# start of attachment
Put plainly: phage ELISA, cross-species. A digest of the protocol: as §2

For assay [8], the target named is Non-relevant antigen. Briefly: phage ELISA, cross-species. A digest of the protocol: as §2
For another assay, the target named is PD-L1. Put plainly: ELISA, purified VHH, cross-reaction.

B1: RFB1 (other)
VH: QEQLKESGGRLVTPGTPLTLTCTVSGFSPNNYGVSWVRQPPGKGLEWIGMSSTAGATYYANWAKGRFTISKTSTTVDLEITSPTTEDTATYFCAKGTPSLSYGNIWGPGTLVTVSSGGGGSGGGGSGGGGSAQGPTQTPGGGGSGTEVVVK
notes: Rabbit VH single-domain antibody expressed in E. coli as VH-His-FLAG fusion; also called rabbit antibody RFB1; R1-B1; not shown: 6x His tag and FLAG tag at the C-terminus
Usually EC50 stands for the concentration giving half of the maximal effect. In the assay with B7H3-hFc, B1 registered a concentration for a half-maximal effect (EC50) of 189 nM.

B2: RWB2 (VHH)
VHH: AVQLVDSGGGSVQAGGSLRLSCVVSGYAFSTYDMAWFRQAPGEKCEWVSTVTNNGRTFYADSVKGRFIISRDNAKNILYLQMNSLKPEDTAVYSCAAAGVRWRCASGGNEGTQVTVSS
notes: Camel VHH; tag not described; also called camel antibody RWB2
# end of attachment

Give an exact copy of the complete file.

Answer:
Put plainly: phage ELISA, cross-species. A digest of the protocol: as §2

For assay [8], the target named is Non-relevant antigen. Briefly: phage ELISA, cross-species. A digest of the protocol: as §2
For another assay, the target named is PD-L1. Put plainly: ELISA, purified VHH, cross-reaction.

B1: RFB1 (other)
VH: QEQLKESGGRLVTPGTPLTLTCTVSGFSPNNYGVSWVRQPPGKGLEWIGMSSTAGATYYANWAKGRFTISKTSTTVDLEITSPTTEDTATYFCAKGTPSLSYGNIWGPGTLVTVSSGGGGSGGGGSGGGGSAQGPTQTPGGGGSGTEVVVK
notes: Rabbit VH single-domain antibody expressed in E. coli as VH-His-FLAG fusion; also called rabbit antibody RFB1; R1-B1; not shown: 6x His tag and FLAG tag at the C-terminus
Usually EC50 stands for the concentration giving half of the maximal effect. In the assay with B7H3-hFc, B1 registered a concentration for a half-maximal effect (EC50) of 189 nM.

B2: RWB2 (VHH)
VHH: AVQLVDSGGGSVQAGGSLRLSCVVSGYAFSTYDMAWFRQAPGEKCEWVSTVTNNGRTFYADSVKGRFIISRDNAKNILYLQMNSLKPEDTAVYSCAAAGVRWRCASGGNEGTQVTVSS
notes: Camel VHH; tag not described; also called camel antibody RWB2